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Grist List: Look what we found.


From single malt to sauvignon blanc: Scotland warms up to wine


Ach, Scotland! Land of elves playing folksy instruments, statues of Mel Gibson in face paint, and a refreshing glass of riesling to go with your haggis! Wait, what?

That old specter of climate change strikes again, but this time it’s helping the Scots diversify their options for getting hammered. Climbing temperatures are slowly turning Scotland from the land of sheep and plaid to wine country.

Bloomberg News reports that famed Scottish foodie Christopher Trotter has started up his own vineyard outside the city of Edinburgh, and he’s preparing to bottle up an inaugural harvest this year. In recent years, Scottish summers have been unseasonably warm enough to inspire Trotter to go into the winemaking biz. According to Scottish government data, the average temperature of the 2000s so far has been nearly 1 degree Celsius higher than the average measured between 1961 and 1990, and regional annual average temperatures are expected to increase by another 2.6 to 3 degrees Celsius by 2080.


This new study shows that vegetarians have worse health. Should we care?

David Jones

Diet-related health findings have been all over the news lately, particularly a new study of 1,320 Austrians published in Nutrition and Health. The provocative paper spewed some pretty damning findings about vegetarians, including that they’re more likely to have cancer, food allergies, and anxiety or depression. Vegetarians also take fewer vaccines and have fewer preventative check-ups, researchers noted, before throwing down some major smack-talk:

Overall, our findings reveal that vegetarians report poorer health, follow medical treatment more frequently, have worse preventive health care practices, and have a lower quality of life.

Them’s fighting words!

To temper that a bit, the study also notes that vegetarians had the lowest BMI, and a recent review of 39 studies found that vegetarians have lower blood pressure. (And there's, you know, all of the climate- and resource-related benefits.)

But the real message here is that this study shows correlation, not causation. No one can say for sure that going vegetarian will make you depressed, give you cancer, or kill you. As several Redditors suggest, maybe people with food allergies or cancer go vegetarian in an attempt to eat healthier (which would definitely skew the results).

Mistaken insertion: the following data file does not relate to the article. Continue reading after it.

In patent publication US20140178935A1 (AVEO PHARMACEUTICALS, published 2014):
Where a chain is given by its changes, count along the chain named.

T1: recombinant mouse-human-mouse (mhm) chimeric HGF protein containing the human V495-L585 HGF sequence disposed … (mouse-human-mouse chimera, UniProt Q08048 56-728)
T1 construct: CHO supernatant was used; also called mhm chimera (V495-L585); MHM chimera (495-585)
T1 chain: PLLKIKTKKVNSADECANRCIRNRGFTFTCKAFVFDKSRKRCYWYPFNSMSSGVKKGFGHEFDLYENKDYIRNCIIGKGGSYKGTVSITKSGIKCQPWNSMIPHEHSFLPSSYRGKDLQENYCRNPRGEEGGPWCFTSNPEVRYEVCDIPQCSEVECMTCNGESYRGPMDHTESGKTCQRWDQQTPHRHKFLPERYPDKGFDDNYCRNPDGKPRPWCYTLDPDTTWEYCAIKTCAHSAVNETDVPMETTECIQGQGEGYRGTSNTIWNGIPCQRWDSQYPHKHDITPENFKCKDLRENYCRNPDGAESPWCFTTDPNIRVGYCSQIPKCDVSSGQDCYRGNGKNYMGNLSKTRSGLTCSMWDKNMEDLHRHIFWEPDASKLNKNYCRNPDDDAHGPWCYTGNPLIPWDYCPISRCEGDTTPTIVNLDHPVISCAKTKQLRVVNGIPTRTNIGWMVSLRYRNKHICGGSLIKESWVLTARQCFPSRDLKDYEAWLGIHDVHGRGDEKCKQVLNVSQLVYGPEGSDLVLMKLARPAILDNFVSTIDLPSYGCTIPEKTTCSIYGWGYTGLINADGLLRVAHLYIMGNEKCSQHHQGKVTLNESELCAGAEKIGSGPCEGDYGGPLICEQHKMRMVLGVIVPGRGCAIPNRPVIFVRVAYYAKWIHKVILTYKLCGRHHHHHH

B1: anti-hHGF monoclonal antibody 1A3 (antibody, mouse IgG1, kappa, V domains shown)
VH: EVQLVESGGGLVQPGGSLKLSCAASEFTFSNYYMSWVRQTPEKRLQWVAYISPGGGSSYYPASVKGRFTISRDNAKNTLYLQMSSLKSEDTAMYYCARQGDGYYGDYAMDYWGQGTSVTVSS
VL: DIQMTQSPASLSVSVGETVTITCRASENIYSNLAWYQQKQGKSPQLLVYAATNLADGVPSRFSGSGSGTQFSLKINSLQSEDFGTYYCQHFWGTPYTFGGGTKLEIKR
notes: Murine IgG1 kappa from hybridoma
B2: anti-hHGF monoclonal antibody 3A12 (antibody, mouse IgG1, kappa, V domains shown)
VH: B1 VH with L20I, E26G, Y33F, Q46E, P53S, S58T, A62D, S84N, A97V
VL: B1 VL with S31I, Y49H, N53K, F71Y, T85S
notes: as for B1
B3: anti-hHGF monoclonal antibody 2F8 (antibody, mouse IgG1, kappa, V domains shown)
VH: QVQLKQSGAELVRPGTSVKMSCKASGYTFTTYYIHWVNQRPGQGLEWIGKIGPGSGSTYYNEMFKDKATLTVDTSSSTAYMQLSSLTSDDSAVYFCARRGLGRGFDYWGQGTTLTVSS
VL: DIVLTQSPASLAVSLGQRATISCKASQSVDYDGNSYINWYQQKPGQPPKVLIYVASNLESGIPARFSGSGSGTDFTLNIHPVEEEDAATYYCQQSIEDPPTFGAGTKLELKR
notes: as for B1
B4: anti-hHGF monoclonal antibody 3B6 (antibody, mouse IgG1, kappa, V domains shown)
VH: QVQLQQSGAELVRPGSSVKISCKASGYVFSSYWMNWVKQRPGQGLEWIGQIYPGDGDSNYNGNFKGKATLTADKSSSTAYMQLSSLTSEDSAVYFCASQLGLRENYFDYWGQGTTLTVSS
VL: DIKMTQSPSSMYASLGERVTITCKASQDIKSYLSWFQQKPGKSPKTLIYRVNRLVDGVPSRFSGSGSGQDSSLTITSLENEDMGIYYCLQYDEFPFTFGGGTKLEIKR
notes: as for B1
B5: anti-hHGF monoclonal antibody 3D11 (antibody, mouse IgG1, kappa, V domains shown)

Read more: Food, Living


Startling image shows how much trouble lions are really in

Lions seem fierce, loud, well-coiffed -- basically the Beyoncé of the animal kingdom. They certainly don't seem vulnerable. But that’s the classification the International Union for the Conservation of Nature (IUCN) has given African lions. (In West Africa in particular, they're endangered. How can this be?!)

But because a picture’s worth a thousand Beyoncés, check out the following map of African lions’ habitat, which has shrunk drastically in the past few decades. The red shows where lions used to roam, and the blue is their much smaller current territory:

Click to embiggen
Click to embiggen.

Treehugger unearthed the image, which Wikipedia user Tommyknocker created in 2009 with this explanation:

Read more: Living


Kangaroo farts could help slow climate change

Rob Jamieson

Not only are kangaroos cuter than cows -- those built-in overalls! -- but their farts contain way less planet-warming methane. (They aren’t totally methane-free, as scientists once thought, but the amount per food unit is about 80 percent less than cows.) And scientists think the intricacies of kangaroos’ bacteria-rich guts could help them figure out how to cool the planet.

Read more: Climate & Energy, Living


Now you can get raw milk from a vending machine

John Kroll

What if buying fresh milk from local cows were as easy as getting a Sprite? It is in Europe, of course (an entire continent seemingly dedicated to inspiring jealousy).

Modern Farmer reports that raw milk vending machines are commonplace in countries like France, Slovenia, Italy, Switzerland, and the Netherlands. Expat Rebecca McCray raves that not only do local farmers own all of Slovenia’s raw milk vending machines, or mlekomats, but the unpasteurized stuff simply tastes better: